The U.S. economy lost 1.2 million jobs between June and July. But that’s not how it got reported. When the Bureau of Labor Statistics (BLS) released its jobs figures for July, it said the economy gained 163,000 jobs. So what gives?
BLS isn’t hiding anything. The discrepancy just has to do with what’s known as “seasonal adjustments.” The U.S. economy follows certain predictable patterns in hiring and layoffs every year. School districts always let workers go for the summer and hire in the fall. Retailers always staff up for the Christmas holidays and lay people off afterwards. Students always flood the labor market in June.
So if we want to know how well the economy is doing, we want to know how many jobs were added after taking these predictable fluctuations into account. Some seasonal adjustments are necessary before the data can tell us anything useful.
And this is exactly what BLS does in its monthly jobs reports. As Jacob Goldstein of Planet Money points out, the U.S. economy had 1.2 million fewer jobs (pdf) in July than it did in June. But, according to the bureau, the economy still had 163,000 more jobs than one would’ve expected, given seasonal trends. That’s a sign of a steadily recovering labor market. So BLS reported it as a 163,000 gain in jobs.
In theory, that makes sense. But some economists and analysts now wonder if the BLS seasonal adjustments are somehow off a bit. If the financial crisis and recession mucked with the seasonal ebb and flow of the economy, then the adjustments that BLS makes for its monthly reports might be a bit skewed. Some jobs reports might look much better than they actually are. And others might look worse.
There’s some reason to suspect this is happening. For the past few years, as the chart below from Kevin Drum shows, the BLS jobs reports have followed an odd pattern each and every year (the chart shows new jobs gained in excess of 90,000, in order to take into account population growth):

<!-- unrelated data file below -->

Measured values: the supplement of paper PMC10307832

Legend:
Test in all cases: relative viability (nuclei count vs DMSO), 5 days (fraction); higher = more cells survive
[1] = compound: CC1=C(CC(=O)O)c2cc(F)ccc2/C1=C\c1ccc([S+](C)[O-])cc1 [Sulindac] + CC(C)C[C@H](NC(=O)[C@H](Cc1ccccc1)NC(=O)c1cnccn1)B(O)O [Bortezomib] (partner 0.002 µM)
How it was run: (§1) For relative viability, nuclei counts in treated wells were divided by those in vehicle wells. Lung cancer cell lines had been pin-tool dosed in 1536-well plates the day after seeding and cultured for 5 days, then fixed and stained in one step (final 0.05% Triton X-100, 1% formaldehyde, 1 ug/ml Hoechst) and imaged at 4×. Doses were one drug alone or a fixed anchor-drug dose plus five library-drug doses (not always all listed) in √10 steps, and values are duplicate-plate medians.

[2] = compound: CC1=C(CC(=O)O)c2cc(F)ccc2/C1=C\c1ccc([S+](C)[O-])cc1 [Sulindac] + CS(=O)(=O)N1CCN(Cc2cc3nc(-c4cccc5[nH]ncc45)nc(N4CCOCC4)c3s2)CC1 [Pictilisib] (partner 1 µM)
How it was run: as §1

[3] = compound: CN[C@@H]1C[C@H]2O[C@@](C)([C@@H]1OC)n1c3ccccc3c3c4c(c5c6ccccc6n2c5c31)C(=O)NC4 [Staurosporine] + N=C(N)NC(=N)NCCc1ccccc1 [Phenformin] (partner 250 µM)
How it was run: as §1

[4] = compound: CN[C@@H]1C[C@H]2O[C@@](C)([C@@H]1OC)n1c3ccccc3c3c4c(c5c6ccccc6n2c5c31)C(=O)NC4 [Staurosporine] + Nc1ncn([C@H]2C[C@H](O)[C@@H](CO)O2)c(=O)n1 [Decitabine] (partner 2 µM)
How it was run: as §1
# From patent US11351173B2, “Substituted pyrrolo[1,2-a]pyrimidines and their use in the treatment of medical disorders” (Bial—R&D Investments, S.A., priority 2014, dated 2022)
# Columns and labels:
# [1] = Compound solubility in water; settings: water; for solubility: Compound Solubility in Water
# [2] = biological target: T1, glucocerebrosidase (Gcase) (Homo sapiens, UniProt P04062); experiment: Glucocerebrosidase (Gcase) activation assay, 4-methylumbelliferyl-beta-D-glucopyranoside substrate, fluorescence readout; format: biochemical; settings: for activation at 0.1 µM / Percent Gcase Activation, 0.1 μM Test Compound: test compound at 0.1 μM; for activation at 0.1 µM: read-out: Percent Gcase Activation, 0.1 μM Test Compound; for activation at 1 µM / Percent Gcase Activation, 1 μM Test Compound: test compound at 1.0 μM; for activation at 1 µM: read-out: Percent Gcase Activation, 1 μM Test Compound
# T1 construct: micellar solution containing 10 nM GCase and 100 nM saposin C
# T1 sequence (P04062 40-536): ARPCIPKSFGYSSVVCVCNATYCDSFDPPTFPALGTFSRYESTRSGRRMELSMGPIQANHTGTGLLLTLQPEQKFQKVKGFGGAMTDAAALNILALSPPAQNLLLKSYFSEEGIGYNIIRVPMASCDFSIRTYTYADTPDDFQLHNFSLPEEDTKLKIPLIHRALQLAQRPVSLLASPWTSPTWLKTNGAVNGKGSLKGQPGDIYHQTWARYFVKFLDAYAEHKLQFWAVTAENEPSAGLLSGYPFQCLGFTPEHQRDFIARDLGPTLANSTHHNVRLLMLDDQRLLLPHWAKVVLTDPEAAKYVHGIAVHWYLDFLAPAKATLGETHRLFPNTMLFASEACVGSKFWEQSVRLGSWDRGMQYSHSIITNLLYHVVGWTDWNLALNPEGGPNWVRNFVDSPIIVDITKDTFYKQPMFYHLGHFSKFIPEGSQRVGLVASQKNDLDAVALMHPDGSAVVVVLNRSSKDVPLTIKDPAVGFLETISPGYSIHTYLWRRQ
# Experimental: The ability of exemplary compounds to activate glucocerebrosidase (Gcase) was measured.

The summer jobs reports are typically lousy while the fall and winter jobs reports are often much, much stronger. Maybe that’s because the U.S. economy is following a roller-coaster pattern–healthy in winter, sick in the summer. Or maybe, as Floyd Norris suggests here, the economy is actually making slow, steady progress and the seasonal adjustments are just making things appear topsy-turvy.
Over the longer term, these fluctuations shouldn’t matter much. Inaccurate seasonal adjustments might make some jobs reports look unduly pessimistic and others unduly optimistic. But they can’t mask the overall health of the economy for too long. Eventually, the jobs reports balance out.
So look at the long-term trends. For the past one-and-a-half years, the U.S. economy has added about 152,000 jobs per month on average. It’s a modest, but certainly not terrific jobs recovery: According to the Hamilton Project’s jobs calculator, the U.S. economy won’t get back to full employment until 2025 at this pace. Still, it’s probably more accurate to watch that long-run average than to fixate on any one monthly jobs report.
Update: Bill McBride of Calculated Risk has some more commentary and charts on this topic.